Nigeria’s Trade Value hits N12.84trn but N1.97trn Crude Oil Receipts Buoys Trade Surplus….

Read audio

For this week’s economic report, we took an analysis of Nigeria’s trade statistics from the National Bureau of Statistics (NBS) which shows that Nigeria’s total merchandise trade recorded a slight slide to N12.84 trillion in the second quarter of 2022, indicating a marginal decrease of 1.23% over the value (N13.00 trillion) recorded in the first quarter of 2022 and 32.22% higher when compared to the value
(N9.71 trillion) recorded in the second quarter of 2021.

Breaking down the total trade numbers, Nigeria’s total exports during the period were N7.41 trillion of which re- exports stood at N9.63 billion, while total imports stood at N5.44 trillion.

This signals that for the second consecutive quarter running, since Q2 of 2021, Nigeria recorded a trade surplus of around N1.97 trillion in Q2 2022 from N1.19 trillion during Q1 of 2022 which can be attributed to the massive increase in Nigeria’s receipts from crude oil exports and the imports of refined petroleum products.

An analysis of the export segment pointed out that the drivers were the crude oil exports which shows impressive growth in Q2 2022 which printed at N5.91 trillion showing an increase of 5.11% compared to N5.62 trillion, the value recorded in Q1, 2022 while the oil products printed N823.5 billion, rising 7.75% from N764.27 billion last quarter and 53.19% year on year increase from N537.54 billion 12 months ago.

However, re-exports during the quarter stood at N9.63 billion; declining by 85.05% when compared to the same quarter of 2021 (N64.39 billion) and also by 91.68% against the N115.8 billion in the first quarter of 2022 respectively.

For the import segment, Nigeria recorded moderately sluggish numbers in this category as we saw imported manufactured goods leading the line with a 7.28% quarter-on-quarter decline to N2.76 trillion from N2.97 trillion in Q1 2022 but increased invariably by 14.92% from N2.39 trillion 12 months ago.

Also, the value of other oil products imports in the second quarter of 2022 stood at N1.48 trillion indicating a decrease of 22.34% from the value recorded in Q1, 2022 (N1.91 trillion) and rose by 8.60% compared to the value recorded in the corresponding quarter of 2021 (N1.36 trillion).

The report from the statistics office further revealed that Nigeria’s major imports during the quarter were mineral fuels valued at N1.49 trillion and was followed by imported machinery and transport equipment valued at N1.47 billion and then chemical and related products with a value of N940.56 billion.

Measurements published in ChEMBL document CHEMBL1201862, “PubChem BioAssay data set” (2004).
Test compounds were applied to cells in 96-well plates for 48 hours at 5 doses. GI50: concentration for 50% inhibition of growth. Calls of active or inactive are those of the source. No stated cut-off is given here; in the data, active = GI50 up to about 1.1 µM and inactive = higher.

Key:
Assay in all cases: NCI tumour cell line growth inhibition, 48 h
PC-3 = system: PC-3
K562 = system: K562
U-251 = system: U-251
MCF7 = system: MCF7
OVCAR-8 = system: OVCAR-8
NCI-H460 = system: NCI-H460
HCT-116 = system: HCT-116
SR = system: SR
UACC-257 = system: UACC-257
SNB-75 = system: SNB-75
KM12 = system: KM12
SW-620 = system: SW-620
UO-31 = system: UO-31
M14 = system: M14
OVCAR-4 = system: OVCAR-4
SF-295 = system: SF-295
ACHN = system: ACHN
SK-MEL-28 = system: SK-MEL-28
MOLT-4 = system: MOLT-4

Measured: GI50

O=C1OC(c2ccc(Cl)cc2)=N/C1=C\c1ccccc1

On the other hand, Nigeria exported mainly mineral products which amounted to N6.77 trillion followed by Products from the chemical and allied industries which were valued at N318.51billion and Vegetable products worth N100.12 billion.

Underpinning the exports were largely driven by exports in Petroleum oils and oils obtained from bituminous minerals, crude with N5.91 trillion followed by Natural gas, liquefied with a value of N735.60 billion and Urea, whether or not in aqueous solution with N308.14 billion.

For the imports, the commodity groups with the largest values among the top imported products were ordinary motor spirit (N948.76 billion), Gas Oil (N357.37billion), and Durum wheat (Not in seeds) (N242.67 billion).

Elsewhere, the top five export destinations in
the second quarter of 2022 were India with a share of 14.85%, followed by Spain with 13.98%, The Netherlands with 12.35%, the United States of America and Indonesia with 8.93% and 8.45% respectively.

Altogether, the top five countries accounted for a share of 58.55% of the total value of exports (N7.41 trillion). In terms of Imports (CIF), China, Belgium, India, The Netherlands and the United States of America were the top five countries of origin of imports to Nigeria.

Thus, the values of imports from the top five countries amounted to N3.14 trillion, representing 57.71% of the total value of imports. And the re-export destinations were Cote d’Ivoire, Democratic Republic of Congo, Ghana, Cameroun and Turkey.

The most re-exported commodity groups were ‘Light vessels, fire-floats, floating cranes, and other vessels not specified valued at N2.99 billion followed by mechanically propelled vessels for the transport of goods, gross tonnage> 500 tonnes valued at N2.55 billion and mechanically propelled vessels for the transport of goods, gross tonnage not specified, amounting to N2.53 billion.

We note that Nigeria’s rising trade surplus comes from its continued drive on non-oil exports as an effort to achieve the economic diversification plan and increase receipts from oil and non-oil exports.

Also, receipts from crude oil exports were substantial to the recorded surplus and were driven by the rally in crude oil prices caused by global supply shocks from the Russian-Ukraine war.

For a better context, CBN’s data on the price of Bonny Light, Nigeria’s benchmark blend, averaged $100 per barrel during Q2 2022